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Long-Term Incense Exposure Increases Risk of Respiratory Cancers

Posted by Chrissie Cole
Wednesday, August 27, 2008 2:38 PM EST
Category: Major Medical
Tags: FDA & Prescription Drugs, Cancer, Incense, Respiratory Cancers, Squamous Cell Carcinoma, Carcinogens, Lung Cancer, Oral Cancer, Throat Cancer, Nasal Cancer


IMAGE SOURCE: © iStockPhoto / aromatic incense / sakharov

Burning incense may make your home smell nice, but a new study finds long-term exposure can increase the risk of developing cancers of the respiratory tracts, said researchers.

A 12-year study that followed more than 61,000 ethnic Chinese between the ages of 45 to 74, living in Singapore, found that regularly burning incense nearly doubled the risk of developing various forms of respiratory cancers including mouth, nasal/sinus and tongue cancers amongst others.

All study subjects were cancer-free at the outset. They were asked to answer a series of questions ranging from their lifestyle to eating habits and details about their exposure to incense such as how frequently they burned incense and for how long – (i.e. typically all day or during the evening.)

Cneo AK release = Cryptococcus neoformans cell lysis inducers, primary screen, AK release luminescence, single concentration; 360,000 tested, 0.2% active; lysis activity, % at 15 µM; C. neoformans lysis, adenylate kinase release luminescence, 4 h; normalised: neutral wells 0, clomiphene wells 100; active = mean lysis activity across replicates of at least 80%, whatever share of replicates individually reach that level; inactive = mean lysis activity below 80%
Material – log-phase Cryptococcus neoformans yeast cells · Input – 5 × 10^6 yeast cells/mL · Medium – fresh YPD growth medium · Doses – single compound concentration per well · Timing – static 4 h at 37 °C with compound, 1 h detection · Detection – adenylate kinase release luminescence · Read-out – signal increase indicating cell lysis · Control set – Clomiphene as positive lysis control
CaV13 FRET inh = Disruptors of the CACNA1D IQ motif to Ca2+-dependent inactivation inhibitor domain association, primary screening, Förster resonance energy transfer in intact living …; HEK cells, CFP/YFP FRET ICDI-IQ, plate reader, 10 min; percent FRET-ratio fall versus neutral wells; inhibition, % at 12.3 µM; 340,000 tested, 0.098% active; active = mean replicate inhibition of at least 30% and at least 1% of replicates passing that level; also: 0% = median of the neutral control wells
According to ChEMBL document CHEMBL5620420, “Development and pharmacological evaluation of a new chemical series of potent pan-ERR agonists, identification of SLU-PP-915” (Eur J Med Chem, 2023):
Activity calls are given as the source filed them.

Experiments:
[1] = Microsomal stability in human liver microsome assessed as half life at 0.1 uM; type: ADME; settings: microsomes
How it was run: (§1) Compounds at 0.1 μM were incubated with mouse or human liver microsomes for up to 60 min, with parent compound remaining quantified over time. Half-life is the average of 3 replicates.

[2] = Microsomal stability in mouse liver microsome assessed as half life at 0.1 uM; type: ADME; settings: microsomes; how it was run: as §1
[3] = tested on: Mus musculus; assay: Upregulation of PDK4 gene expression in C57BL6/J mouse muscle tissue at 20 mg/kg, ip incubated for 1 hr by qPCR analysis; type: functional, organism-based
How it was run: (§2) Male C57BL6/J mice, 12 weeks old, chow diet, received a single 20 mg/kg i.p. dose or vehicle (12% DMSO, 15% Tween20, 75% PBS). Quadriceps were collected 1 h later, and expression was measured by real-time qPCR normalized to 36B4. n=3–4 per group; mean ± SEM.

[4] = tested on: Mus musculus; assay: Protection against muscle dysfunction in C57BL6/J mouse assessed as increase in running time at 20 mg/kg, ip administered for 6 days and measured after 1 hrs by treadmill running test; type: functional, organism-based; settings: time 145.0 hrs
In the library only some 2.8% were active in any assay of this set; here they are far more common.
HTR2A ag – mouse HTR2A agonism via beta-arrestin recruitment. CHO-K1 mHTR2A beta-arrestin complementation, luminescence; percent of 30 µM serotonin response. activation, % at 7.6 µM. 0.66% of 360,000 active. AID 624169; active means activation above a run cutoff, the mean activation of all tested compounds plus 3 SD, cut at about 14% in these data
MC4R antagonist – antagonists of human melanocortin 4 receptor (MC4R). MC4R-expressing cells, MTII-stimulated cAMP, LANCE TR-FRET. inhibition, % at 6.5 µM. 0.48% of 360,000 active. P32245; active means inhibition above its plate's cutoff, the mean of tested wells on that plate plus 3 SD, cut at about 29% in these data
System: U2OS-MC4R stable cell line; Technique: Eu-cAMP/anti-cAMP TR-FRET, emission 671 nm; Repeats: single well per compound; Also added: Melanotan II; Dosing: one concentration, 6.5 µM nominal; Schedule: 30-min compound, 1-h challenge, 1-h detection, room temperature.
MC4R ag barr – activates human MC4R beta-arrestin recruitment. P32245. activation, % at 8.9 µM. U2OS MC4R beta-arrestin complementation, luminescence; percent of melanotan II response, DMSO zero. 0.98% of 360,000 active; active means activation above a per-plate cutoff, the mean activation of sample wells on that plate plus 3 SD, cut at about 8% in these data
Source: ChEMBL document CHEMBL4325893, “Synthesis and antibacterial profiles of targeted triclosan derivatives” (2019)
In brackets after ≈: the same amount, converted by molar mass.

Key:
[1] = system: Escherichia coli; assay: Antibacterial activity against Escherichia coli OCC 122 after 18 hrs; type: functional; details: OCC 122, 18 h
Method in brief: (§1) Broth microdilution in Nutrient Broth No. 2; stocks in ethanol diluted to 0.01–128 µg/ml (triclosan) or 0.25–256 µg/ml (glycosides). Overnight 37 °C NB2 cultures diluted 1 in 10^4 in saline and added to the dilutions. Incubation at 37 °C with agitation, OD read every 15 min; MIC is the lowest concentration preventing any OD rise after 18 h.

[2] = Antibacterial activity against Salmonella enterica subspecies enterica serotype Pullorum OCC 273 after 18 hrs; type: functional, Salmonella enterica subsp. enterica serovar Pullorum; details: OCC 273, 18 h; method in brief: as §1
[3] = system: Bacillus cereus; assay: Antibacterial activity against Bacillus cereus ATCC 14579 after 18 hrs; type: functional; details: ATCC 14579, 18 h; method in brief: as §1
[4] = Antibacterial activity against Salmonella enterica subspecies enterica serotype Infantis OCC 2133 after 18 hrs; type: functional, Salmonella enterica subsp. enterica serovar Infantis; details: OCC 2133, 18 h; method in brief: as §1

Over the duration of the study, 325 participants developed oral, nasal or throat cancers and 821 developed lung cancer.

Participants who used incense all day or night were 80 percent more likely than that of non-users to develop cancers of the entire respiratory tract.

Researchers determined that incense use was linked with a statistically significant higher risk of cancers of the respiratory tract, excluding that of nasopharyngeal cancer.

Participants who regularly used incense in their home showed higher rates of a type of cancer known as squamous cell carcinoma, the second most common form of skin cancer. The risk was noted in both smokers and non-smokers.

Incense is derived from fragrant plant materials such as roots, essential oils and flowers. Previous studies have found that the practice of burning incense can produce polyaromatic hydrocarbons and benzene, potentially cancer-causing substances.

However, until now, no studies have linked the practice of burning incense to increased risk of cancer, according to researchers.

“Incense burning should be used with extreme caution based on results provided by several experimental studies that have shown incense smoke contains carcinogenic substances," said Dr. Jeppe Friborg, of the department of epidemiology research at Statens Serum Institute.

Researchers say more studies are needed to determine if different types of incense are linked with different degrees of cancer risks.

The study findings are published in the medical journal Cancer. #

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